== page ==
Pension Income Splitting

by Dean Paley on March 3, 2010

The 2007 tax year was a big win for seniors when the Government introduced pension income splitting which allows lowering income taxes between spouses.

Prior to these new rules, only Canada Pension Plan could be split but the calculation was done by the Government and was not straight forward.

How Pension Splitting Works

back-porchIn order to split your pension income, you have to be receiving income that is eligible for the pension income tax credit. Generally speaking this is payments from a defined benefit pension plan, or RRIF payments if you are age 65 of older.

The person receiving the pension income need only qualify. For example, say you are over age 65 and receiving RRIF income and your spouse is under age 65. You can split your RRIF income and allocate some to your spouse who is under 65.

Both spouses have to agree to split the income and make the proper election to do so. You bot make an election by filing the CRA’s form T1032 – Joint Election to Split Pension Income with their tax returns.

You can allocate up to 50% of your eligible pension income to your spouse or common law partner.

What To Watch out For

If you are both in the same income tax bracket, there is no benefit to splitting pension income unless the transfer creates or increases the pension tax credit for the spouse receiving the pension income.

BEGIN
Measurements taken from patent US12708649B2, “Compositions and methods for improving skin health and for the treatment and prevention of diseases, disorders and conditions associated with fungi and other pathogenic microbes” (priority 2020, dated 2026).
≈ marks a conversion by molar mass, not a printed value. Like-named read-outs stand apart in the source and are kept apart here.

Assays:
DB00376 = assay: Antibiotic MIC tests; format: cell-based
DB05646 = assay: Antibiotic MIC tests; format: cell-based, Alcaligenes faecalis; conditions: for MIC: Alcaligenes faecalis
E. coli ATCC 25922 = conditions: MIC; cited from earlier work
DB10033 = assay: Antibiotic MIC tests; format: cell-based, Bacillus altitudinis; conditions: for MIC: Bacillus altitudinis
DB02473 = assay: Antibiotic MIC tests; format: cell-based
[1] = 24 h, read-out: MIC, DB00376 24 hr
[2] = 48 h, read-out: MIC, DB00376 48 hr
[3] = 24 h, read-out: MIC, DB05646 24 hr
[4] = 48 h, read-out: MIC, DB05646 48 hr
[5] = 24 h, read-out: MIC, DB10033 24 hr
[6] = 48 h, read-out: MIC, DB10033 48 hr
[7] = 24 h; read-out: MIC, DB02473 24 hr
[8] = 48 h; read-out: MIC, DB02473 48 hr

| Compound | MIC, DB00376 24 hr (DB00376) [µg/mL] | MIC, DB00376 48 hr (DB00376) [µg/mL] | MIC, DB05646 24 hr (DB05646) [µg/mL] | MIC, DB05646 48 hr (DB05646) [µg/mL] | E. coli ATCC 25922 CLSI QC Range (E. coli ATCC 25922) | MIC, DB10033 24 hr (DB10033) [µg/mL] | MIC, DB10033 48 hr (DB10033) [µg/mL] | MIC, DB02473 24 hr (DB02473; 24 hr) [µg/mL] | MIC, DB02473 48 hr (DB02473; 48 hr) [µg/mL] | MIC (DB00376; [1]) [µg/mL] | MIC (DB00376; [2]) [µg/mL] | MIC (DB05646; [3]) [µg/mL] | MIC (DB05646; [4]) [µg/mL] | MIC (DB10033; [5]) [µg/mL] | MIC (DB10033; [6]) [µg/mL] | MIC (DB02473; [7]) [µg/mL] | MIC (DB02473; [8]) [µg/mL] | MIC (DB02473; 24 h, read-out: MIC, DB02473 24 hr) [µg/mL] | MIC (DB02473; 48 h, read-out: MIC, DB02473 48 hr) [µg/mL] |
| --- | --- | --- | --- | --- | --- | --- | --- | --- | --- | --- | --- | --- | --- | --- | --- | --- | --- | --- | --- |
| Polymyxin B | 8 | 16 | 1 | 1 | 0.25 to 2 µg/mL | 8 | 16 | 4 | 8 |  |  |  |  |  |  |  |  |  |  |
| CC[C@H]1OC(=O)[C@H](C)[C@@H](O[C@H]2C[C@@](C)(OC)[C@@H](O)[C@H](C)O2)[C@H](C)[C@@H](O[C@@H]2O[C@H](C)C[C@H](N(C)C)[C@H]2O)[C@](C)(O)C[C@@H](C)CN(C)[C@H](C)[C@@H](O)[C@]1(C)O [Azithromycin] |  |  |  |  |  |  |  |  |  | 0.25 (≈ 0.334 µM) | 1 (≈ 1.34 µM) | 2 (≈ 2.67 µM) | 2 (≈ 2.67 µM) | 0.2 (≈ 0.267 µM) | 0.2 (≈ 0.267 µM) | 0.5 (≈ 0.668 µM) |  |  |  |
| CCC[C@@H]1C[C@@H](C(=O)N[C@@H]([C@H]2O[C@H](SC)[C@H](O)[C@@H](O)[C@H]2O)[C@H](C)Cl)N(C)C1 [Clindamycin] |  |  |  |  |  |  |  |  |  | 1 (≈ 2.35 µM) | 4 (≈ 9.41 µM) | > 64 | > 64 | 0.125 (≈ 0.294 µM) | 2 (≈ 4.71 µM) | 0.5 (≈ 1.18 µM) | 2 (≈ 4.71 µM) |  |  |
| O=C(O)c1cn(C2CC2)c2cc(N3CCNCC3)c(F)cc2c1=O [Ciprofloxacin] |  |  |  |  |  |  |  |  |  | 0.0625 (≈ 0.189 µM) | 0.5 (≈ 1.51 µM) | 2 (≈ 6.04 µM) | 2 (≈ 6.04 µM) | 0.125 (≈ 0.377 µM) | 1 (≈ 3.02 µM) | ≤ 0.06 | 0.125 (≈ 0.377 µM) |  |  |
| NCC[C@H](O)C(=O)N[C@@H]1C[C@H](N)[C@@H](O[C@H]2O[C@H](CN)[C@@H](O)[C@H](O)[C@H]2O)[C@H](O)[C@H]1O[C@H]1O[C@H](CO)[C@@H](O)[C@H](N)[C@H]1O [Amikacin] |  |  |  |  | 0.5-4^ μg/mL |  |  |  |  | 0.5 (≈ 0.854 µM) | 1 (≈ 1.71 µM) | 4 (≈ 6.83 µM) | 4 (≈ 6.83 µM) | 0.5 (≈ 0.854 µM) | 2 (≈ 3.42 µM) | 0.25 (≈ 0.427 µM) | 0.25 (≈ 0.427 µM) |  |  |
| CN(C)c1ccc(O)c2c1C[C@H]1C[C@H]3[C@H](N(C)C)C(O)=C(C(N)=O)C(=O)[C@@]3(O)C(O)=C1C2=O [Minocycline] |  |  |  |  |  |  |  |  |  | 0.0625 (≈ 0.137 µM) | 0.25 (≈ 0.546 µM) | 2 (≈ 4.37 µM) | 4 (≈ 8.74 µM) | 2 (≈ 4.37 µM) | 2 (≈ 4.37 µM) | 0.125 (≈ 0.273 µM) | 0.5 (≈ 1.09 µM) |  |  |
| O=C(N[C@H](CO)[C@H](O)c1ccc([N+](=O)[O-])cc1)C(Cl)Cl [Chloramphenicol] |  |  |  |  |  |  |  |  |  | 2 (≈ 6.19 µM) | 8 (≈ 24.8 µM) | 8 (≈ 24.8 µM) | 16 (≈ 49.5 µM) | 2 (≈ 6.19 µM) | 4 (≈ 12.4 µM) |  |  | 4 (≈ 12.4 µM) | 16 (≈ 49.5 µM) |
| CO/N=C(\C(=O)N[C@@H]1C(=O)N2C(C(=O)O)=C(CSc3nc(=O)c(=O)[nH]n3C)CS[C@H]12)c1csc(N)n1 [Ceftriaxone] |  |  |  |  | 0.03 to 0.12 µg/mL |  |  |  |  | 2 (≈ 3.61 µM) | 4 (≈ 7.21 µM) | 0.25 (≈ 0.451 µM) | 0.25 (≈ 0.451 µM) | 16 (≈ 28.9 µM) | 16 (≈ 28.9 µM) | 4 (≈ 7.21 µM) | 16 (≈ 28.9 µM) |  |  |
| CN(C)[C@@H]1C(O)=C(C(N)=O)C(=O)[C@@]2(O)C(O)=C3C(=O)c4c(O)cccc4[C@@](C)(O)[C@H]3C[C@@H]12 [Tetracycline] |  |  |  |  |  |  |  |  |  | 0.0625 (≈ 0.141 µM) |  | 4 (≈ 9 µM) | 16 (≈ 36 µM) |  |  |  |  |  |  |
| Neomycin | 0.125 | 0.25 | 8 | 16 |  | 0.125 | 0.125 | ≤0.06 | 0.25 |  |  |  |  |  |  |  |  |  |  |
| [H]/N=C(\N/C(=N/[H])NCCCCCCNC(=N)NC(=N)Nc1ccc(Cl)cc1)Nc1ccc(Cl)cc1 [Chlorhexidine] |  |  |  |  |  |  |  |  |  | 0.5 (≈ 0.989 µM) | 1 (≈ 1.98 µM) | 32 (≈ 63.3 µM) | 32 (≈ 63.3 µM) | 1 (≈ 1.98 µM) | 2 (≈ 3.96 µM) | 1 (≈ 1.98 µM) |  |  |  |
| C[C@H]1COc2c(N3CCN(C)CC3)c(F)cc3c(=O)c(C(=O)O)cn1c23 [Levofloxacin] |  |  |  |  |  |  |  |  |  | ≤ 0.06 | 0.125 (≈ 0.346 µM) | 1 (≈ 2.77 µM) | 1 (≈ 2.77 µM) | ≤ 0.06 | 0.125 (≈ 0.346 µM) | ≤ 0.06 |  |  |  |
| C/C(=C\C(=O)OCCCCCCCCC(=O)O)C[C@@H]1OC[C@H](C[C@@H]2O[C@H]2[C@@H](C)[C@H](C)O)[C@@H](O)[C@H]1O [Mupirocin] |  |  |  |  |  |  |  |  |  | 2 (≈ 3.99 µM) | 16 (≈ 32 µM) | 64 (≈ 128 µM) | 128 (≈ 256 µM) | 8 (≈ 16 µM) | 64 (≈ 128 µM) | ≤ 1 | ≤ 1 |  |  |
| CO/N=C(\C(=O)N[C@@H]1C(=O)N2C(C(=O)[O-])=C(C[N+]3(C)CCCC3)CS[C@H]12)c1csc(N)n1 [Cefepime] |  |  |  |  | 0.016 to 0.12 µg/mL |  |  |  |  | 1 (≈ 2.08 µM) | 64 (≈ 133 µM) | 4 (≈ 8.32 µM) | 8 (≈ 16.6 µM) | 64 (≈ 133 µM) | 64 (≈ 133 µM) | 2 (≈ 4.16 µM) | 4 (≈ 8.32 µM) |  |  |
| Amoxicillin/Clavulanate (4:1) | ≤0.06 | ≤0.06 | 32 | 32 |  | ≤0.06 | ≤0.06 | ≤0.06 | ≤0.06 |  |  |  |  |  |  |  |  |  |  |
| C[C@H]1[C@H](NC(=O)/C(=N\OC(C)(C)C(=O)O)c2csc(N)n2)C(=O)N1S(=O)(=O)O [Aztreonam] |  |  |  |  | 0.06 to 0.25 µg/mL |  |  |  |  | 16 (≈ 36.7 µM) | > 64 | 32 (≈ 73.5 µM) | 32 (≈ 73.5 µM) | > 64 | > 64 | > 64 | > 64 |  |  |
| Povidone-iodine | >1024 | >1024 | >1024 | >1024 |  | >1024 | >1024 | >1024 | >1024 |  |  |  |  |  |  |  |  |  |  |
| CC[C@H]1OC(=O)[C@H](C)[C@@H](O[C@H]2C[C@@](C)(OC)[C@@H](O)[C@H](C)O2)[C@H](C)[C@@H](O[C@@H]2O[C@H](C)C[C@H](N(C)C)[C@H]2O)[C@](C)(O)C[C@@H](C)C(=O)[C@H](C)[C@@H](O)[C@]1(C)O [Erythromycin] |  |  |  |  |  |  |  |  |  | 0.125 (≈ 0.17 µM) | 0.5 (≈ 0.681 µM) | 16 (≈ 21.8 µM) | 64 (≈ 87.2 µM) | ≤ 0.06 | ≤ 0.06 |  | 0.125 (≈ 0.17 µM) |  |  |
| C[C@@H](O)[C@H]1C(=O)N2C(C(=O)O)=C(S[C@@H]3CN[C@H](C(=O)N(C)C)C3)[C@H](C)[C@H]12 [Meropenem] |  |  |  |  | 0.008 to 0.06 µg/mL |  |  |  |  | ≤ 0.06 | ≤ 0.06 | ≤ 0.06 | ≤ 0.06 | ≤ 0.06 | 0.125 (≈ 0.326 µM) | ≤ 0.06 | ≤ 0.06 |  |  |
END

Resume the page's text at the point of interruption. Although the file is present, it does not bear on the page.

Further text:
If you allocate pension income to your spouse and they have none, then they may be able to claim the pension income tax credit.

Moving pension income from one spouse to another will affect and age credit, spousal credit, or other income testes tax credits you or your spouse receives.

Be aware that since pension splitting will affect both spouses income, that you should be aware of the impact to other benefits such as Old Age Security or the Guaranteed Income Supplement. These could be subject to increases or the OAS clawback.

Looking For Professional Help?

There are a number of income splitting techniques that can be employed by business owners and seniors.

Call us at (289) 288-1206 or email us to arrange an appointment to have us review your tax situation and look for opportunities to reduce your family tax bill.

Print This Post Print This Post

Previous post:

Next post: